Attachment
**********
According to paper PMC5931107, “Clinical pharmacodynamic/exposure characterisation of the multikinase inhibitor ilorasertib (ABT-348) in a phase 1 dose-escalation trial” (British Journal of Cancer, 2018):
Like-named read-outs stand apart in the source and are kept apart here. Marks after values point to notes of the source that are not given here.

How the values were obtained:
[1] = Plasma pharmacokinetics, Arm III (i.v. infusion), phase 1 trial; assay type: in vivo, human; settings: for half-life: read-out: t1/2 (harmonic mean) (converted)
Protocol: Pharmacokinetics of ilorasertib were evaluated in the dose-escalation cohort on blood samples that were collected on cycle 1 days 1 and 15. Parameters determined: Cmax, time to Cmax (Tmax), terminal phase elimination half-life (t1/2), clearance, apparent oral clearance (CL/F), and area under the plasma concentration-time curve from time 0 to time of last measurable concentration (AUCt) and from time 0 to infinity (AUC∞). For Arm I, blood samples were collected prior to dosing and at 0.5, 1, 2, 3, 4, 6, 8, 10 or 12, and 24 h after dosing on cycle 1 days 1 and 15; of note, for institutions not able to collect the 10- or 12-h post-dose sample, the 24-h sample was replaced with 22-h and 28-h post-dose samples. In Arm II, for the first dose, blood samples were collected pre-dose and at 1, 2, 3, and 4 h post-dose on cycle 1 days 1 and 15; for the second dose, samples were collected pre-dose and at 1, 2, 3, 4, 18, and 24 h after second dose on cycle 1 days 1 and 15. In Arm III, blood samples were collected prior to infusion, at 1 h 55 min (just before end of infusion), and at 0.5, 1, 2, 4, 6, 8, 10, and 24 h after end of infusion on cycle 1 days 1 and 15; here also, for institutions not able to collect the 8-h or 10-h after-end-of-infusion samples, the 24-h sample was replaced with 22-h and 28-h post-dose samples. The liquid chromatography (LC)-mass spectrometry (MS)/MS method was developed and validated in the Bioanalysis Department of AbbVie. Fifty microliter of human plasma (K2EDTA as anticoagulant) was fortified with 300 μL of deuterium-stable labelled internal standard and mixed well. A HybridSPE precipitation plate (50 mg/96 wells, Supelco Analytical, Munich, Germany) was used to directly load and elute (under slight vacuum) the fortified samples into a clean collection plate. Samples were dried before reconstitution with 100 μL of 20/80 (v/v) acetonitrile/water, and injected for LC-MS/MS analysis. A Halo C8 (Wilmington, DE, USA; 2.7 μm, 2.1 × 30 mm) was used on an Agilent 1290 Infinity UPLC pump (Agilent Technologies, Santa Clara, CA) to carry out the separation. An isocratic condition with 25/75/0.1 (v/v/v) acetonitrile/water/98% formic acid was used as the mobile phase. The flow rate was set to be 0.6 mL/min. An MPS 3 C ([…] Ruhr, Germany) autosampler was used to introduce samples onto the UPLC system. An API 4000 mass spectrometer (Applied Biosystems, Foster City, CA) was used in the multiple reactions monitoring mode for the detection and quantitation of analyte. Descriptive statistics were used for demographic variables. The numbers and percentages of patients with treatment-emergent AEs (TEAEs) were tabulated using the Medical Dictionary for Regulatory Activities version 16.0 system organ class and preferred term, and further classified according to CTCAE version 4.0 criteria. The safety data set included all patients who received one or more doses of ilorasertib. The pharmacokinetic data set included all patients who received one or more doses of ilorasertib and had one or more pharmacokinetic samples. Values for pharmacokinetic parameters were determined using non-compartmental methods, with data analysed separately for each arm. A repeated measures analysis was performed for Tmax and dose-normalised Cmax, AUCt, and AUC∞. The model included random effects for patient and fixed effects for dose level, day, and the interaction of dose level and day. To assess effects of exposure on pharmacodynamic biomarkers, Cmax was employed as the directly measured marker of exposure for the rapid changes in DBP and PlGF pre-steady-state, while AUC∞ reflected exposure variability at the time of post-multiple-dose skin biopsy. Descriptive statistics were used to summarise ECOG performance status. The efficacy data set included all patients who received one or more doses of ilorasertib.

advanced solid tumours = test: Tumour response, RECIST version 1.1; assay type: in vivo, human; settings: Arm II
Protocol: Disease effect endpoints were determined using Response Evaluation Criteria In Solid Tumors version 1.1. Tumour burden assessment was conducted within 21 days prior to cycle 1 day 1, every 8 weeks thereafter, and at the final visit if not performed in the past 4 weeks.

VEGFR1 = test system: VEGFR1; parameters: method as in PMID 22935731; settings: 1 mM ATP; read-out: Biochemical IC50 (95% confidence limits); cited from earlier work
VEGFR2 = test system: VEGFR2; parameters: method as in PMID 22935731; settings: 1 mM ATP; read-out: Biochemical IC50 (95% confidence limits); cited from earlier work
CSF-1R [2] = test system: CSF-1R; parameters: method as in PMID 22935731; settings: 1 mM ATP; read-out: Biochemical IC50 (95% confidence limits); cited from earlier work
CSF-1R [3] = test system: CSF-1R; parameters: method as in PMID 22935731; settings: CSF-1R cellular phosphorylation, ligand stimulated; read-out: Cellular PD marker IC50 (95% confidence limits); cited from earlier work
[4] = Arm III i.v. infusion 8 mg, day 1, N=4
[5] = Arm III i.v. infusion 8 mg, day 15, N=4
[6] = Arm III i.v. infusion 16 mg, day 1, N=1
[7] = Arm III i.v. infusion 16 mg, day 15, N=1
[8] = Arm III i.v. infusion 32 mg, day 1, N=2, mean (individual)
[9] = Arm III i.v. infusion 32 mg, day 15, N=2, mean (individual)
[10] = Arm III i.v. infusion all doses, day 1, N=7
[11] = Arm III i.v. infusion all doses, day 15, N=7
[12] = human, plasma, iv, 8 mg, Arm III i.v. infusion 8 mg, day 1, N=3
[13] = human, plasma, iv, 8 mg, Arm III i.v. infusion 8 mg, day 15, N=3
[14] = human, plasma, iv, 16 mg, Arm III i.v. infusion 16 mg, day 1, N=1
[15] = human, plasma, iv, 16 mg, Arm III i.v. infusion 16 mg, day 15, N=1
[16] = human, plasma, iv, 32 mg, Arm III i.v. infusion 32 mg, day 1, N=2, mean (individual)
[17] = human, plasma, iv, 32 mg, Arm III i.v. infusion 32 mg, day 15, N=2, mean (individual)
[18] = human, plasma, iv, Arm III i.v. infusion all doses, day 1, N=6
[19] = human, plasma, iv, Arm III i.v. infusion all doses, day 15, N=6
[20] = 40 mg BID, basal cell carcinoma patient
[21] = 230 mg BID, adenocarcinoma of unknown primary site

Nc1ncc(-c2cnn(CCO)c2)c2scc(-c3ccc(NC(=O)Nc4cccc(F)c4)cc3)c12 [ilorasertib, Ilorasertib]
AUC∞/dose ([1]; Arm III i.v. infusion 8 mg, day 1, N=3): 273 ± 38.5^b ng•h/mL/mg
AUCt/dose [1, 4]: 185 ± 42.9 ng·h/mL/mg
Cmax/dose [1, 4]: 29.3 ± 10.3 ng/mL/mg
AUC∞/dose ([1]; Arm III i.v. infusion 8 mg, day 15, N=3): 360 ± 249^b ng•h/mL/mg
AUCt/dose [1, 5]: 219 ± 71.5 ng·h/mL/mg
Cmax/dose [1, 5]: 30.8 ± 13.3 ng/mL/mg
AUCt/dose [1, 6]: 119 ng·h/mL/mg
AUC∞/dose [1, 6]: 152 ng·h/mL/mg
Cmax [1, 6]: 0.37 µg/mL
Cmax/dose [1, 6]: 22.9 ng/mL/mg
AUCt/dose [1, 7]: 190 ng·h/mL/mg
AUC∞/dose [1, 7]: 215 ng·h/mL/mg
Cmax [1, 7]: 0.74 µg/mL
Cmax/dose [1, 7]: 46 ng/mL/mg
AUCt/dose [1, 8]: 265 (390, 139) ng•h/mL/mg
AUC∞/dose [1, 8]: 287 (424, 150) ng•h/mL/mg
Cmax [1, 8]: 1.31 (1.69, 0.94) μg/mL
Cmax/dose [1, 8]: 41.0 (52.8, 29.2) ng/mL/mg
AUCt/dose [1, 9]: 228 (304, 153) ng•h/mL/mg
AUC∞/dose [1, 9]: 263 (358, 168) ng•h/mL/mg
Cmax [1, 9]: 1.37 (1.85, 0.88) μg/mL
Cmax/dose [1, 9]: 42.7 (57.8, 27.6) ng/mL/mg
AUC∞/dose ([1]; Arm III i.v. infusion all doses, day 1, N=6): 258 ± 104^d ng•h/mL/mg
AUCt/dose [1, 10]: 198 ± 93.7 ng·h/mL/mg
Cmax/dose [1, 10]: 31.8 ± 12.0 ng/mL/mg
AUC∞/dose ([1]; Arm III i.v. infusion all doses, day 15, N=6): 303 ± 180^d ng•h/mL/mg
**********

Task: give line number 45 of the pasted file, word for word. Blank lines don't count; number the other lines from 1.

AUCt/dose [1, 8]: 265 (390, 139) ng•h/mL/mg